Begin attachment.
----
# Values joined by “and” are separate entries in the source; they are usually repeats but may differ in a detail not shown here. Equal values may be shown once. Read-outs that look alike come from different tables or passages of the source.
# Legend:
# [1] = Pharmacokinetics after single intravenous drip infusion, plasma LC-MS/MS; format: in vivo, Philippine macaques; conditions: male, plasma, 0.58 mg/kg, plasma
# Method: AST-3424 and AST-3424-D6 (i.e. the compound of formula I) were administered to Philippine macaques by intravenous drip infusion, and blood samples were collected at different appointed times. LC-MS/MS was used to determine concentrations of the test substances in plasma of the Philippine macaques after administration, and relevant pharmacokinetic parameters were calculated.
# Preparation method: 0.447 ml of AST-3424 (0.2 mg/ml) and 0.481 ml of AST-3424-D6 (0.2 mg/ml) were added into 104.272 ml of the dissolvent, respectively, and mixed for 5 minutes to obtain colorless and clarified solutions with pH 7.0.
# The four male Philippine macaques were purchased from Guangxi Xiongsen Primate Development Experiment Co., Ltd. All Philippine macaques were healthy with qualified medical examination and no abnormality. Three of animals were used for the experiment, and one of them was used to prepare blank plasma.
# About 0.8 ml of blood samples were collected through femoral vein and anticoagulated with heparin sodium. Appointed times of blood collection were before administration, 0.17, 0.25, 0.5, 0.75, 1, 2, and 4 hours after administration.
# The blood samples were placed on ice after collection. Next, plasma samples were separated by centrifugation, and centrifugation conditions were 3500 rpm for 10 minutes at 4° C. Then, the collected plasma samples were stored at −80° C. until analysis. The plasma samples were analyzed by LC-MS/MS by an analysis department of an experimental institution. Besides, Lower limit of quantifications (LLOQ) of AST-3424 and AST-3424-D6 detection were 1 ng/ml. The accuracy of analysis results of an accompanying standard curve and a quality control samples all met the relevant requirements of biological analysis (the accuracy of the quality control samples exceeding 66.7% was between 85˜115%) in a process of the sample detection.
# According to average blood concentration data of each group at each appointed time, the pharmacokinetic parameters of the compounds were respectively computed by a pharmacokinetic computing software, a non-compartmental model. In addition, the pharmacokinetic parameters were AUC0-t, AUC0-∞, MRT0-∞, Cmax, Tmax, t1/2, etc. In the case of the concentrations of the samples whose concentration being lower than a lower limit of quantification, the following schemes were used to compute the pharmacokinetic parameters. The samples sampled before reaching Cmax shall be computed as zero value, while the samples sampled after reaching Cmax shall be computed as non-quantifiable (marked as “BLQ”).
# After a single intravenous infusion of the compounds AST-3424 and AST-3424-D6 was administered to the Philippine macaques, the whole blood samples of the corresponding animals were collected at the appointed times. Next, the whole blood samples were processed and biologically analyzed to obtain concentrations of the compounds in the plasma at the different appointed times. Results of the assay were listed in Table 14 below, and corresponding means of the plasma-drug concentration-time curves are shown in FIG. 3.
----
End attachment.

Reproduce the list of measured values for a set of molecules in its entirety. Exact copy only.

# Values joined by “and” are separate entries in the source; they are usually repeats but may differ in a detail not shown here. Equal values may be shown once. Read-outs that look alike come from different tables or passages of the source.
# Legend:
# [1] = Pharmacokinetics after single intravenous drip infusion, plasma LC-MS/MS; format: in vivo, Philippine macaques; conditions: male, plasma, 0.58 mg/kg, plasma
# Method: AST-3424 and AST-3424-D6 (i.e. the compound of formula I) were administered to Philippine macaques by intravenous drip infusion, and blood samples were collected at different appointed times. LC-MS/MS was used to determine concentrations of the test substances in plasma of the Philippine macaques after administration, and relevant pharmacokinetic parameters were calculated.
# Preparation method: 0.447 ml of AST-3424 (0.2 mg/ml) and 0.481 ml of AST-3424-D6 (0.2 mg/ml) were added into 104.272 ml of the dissolvent, respectively, and mixed for 5 minutes to obtain colorless and clarified solutions with pH 7.0.
# The four male Philippine macaques were purchased from Guangxi Xiongsen Primate Development Experiment Co., Ltd. All Philippine macaques were healthy with qualified medical examination and no abnormality. Three of animals were used for the experiment, and one of them was used to prepare blank plasma.
# About 0.8 ml of blood samples were collected through femoral vein and anticoagulated with heparin sodium. Appointed times of blood collection were before administration, 0.17, 0.25, 0.5, 0.75, 1, 2, and 4 hours after administration.
# The blood samples were placed on ice after collection. Next, plasma samples were separated by centrifugation, and centrifugation conditions were 3500 rpm for 10 minutes at 4° C. Then, the collected plasma samples were stored at −80° C. until analysis. The plasma samples were analyzed by LC-MS/MS by an analysis department of an experimental institution. Besides, Lower limit of quantifications (LLOQ) of AST-3424 and AST-3424-D6 detection were 1 ng/ml. The accuracy of analysis results of an accompanying standard curve and a quality control samples all met the relevant requirements of biological analysis (the accuracy of the quality control samples exceeding 66.7% was between 85˜115%) in a process of the sample detection.
# According to average blood concentration data of each group at each appointed time, the pharmacokinetic parameters of the compounds were respectively computed by a pharmacokinetic computing software, a non-compartmental model. In addition, the pharmacokinetic parameters were AUC0-t, AUC0-∞, MRT0-∞, Cmax, Tmax, t1/2, etc. In the case of the concentrations of the samples whose concentration being lower than a lower limit of quantification, the following schemes were used to compute the pharmacokinetic parameters. The samples sampled before reaching Cmax shall be computed as zero value, while the samples sampled after reaching Cmax shall be computed as non-quantifiable (marked as “BLQ”).
# After a single intravenous infusion of the compounds AST-3424 and AST-3424-D6 was administered to the Philippine macaques, the whole blood samples of the corresponding animals were collected at the appointed times. Next, the whole blood samples were processed and biologically analyzed to obtain concentrations of the compounds in the plasma at the different appointed times. Results of the assay were listed in Table 14 below, and corresponding means of the plasma-drug concentration-time curves are shown in FIG. 3.